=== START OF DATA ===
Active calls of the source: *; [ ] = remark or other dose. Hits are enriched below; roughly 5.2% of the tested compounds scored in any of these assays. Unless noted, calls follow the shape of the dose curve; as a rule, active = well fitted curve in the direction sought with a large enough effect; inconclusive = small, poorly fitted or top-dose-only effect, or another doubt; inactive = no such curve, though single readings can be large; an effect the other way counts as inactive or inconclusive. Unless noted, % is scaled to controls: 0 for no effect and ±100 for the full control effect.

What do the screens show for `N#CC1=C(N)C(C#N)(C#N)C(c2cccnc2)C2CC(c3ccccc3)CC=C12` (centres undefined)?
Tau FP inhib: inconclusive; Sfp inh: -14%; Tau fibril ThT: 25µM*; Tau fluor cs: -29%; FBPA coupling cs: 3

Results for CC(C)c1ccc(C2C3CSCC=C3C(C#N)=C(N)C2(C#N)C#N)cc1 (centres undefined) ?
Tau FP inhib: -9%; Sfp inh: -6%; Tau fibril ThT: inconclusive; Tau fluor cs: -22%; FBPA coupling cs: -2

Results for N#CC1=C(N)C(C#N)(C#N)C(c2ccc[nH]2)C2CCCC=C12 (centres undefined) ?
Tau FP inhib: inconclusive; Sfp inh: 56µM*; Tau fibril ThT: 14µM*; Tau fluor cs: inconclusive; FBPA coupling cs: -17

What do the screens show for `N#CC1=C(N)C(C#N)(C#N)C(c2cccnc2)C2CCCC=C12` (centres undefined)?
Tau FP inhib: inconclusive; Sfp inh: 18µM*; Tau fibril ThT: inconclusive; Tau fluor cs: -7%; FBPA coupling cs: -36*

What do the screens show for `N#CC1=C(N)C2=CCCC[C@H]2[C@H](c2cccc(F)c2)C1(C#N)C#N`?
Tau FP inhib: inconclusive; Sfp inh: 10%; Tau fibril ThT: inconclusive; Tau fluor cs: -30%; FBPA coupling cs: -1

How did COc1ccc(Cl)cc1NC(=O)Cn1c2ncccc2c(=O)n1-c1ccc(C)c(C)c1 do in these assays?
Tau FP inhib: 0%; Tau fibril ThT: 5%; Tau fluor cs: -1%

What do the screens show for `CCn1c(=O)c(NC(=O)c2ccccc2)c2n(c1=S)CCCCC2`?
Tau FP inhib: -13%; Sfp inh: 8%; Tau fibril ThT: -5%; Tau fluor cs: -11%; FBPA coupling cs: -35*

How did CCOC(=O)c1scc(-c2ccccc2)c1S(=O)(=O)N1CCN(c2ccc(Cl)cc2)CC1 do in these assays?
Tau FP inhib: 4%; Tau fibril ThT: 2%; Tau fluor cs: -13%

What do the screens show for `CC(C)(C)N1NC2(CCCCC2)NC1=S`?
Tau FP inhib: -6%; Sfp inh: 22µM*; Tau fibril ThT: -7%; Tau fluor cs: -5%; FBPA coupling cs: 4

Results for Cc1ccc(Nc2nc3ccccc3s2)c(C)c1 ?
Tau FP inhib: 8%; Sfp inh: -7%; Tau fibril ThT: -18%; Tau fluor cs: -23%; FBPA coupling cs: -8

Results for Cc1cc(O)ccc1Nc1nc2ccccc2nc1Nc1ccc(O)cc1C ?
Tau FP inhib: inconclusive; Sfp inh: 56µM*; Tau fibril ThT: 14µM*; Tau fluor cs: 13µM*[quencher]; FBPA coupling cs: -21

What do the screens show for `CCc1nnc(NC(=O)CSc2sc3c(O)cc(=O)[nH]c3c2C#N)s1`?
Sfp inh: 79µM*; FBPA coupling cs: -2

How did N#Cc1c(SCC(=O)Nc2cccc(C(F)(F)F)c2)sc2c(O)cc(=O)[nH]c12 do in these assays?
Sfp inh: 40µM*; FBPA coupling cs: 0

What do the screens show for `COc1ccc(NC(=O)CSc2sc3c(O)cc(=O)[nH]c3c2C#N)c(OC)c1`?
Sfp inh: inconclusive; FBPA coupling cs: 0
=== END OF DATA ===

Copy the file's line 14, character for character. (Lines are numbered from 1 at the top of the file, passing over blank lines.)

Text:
What do the screens show for `CCn1c(=O)c(NC(=O)c2ccccc2)c2n(c1=S)CCCCC2`?